In Belém, tiles were frequently used to coat the façades of historic buildings, especially during the 19th century. In this period, the use of tiles in the mortuary architecture of Nossa Senhora da Soledade Cemetery stands out as the external coating of sepultures. Despite the city's vast heritage of tiles, only a few tiled façades have been restored. Moreover, inappropriate procedures for tiles used for external facing were applied in the interventions, due to low durability when exposed to weathering (Sanjad, 2007).

At this monumental romantic cemetery, built in 1850, it is possible to find Portuguese tiles decorated by the stamp technique. They are important components in the heritage of Brazilian tiles, due to their decorative patterns (artistic value) (Riegl, 2006) and they are inserted into a context in which the laying of tiles on cemetery structures was rare, even in Europe (Queiroz, 2012) (historical value) (Riegl, 2006). The tiles from the Soledade are fragile because of exposure to the tropical climate, human actions and their location close to ground. They are favorable to the development of pathologies, such as glaze loss and proliferation of microorganisms between the glazed and ceramic layers, which accelerates deterioration.

Due to the historical and artistic importance of this material, a restorative intervention is required. The restoration must aim to extend the lifetime of the original material and to prevent them from being replaced by replicas.

The aim of this research is to obtain subsidies for the restoration of glazed layers, through hot restoration, to serve as a theoretical and technological reference for future restoration projects.

2. Materials and methods

2.1 Sampling

The samples consisted in fragments of Portuguese historical tiles, decorated by the stamp technique, collected from eight different graves of Soledade Cemetery (Figure 1). The collection was authorized by the National Historic and Artistic Heritage Institute - IPHAN (Instituto de Patrimônio Histórico e Artístico Nacional). The samples were taken from areas where extraction was easy, in which the pieces were already fractured and had weak adhesion to the support, in order not to compromise the artistic unity of the graves and avoid promoting new damages.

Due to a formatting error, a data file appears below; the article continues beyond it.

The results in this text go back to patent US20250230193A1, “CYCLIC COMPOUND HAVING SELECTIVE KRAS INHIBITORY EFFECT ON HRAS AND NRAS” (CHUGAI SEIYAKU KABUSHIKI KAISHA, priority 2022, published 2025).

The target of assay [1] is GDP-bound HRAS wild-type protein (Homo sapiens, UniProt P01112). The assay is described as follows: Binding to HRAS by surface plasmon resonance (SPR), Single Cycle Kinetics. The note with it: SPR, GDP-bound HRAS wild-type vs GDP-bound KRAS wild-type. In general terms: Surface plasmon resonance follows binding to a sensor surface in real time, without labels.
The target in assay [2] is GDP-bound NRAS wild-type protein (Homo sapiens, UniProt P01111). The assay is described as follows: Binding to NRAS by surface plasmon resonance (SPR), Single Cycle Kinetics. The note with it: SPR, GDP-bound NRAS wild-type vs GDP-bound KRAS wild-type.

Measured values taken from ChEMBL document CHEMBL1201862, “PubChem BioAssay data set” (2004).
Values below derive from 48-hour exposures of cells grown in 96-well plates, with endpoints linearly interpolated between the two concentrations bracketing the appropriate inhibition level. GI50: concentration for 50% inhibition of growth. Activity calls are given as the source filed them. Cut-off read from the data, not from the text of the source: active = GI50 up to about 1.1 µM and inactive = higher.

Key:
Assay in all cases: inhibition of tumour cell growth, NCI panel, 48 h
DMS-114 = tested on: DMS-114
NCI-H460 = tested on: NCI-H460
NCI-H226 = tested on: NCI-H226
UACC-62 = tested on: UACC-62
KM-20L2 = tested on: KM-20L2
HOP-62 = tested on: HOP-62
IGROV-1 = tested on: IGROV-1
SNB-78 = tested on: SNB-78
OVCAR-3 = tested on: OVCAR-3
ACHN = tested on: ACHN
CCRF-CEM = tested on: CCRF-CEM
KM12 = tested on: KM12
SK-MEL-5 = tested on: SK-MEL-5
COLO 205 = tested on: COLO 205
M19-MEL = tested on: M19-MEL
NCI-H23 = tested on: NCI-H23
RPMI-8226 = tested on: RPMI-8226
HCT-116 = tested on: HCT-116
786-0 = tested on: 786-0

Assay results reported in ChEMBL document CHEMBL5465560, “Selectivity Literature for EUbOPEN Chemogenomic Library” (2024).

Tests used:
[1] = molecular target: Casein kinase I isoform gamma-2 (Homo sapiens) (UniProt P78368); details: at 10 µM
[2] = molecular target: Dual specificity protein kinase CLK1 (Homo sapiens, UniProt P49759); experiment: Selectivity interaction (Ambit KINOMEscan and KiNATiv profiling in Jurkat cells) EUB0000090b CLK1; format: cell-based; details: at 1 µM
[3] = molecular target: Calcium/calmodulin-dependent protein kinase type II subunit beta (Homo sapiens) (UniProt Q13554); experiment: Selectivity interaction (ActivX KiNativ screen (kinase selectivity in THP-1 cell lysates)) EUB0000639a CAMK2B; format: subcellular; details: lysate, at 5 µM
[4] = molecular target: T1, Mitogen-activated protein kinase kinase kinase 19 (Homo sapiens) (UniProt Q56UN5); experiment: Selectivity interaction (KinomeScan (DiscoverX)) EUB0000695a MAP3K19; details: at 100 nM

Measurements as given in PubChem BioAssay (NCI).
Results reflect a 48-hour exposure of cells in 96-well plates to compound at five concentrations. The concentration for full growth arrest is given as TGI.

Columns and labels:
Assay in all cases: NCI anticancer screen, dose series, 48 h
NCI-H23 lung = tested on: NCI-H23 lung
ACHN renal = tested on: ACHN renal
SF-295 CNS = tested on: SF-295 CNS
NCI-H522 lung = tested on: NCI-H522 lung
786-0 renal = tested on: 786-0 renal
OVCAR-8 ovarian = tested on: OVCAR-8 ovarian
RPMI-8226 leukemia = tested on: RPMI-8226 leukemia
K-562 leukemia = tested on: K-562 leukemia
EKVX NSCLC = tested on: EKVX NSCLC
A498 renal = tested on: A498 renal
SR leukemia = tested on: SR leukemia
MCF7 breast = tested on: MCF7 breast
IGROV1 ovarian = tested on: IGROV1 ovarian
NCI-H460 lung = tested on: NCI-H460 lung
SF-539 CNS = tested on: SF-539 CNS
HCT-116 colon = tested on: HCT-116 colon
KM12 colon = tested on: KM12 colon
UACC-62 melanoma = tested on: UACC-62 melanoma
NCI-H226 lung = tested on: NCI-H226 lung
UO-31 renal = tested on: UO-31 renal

Figure 1 Samples of deteriorated tiles fragments. 

2.2 Restoratives procedures

The tiles were cleaned mechanically, using a surgical scalpel, and chemically, with a wash of distilled water and acetone application on decorative layers. The fragments were dried for 24 hours at 100ºC in a Quimis, model Q317M-32 kiln, to remove moisture.

The re-firing was performed at 1000ºC, during thirty minutes, in a Quimis, model G318M24 Quimis muffle oven. The use of elevated temperature, near the temperature of tile manufacturing, was chosen in order to: remove dark stains (bio-colonization) that existed between the glaze and ceramic layers; restore adhesion of the glaze to the ceramic; and recast the vitrified layer in order to correct defects like vacuoles, microcracks and fissures. In samples with problems originating from this re-firing, a second re-firing was performed under the same conditions as the first.

Before and after the hot restoration, the mineralogical composition of the tiles was determined by Powder X-ray Diffraction Analysis, using a PANalytical X'Pert PRO MPD (PW3040/60, q/q) diffractometer with a ceramic X-ray tube (Cu anode, Ka1= 1.540598 Å), Kb Ni filter, and an X'celerator PSD (Position-Sensitive Detector), belonging to the Laboratory of Mineral Characterization (LCM), at the Institute of Geosciences, UFPA. Instrumental conditions used are as follows: scan range from 5 to 100º, y, tube power of 40 kV and 30 mA, step size of 0.02º, time/step of 60 s, divergence slit of 1/8º, anti-scattering slit of 1/4º, mask of 10 mm, and sample spinning with a rotation time of 1.0 s.

3. Results

3.1 Hot restoration of tiles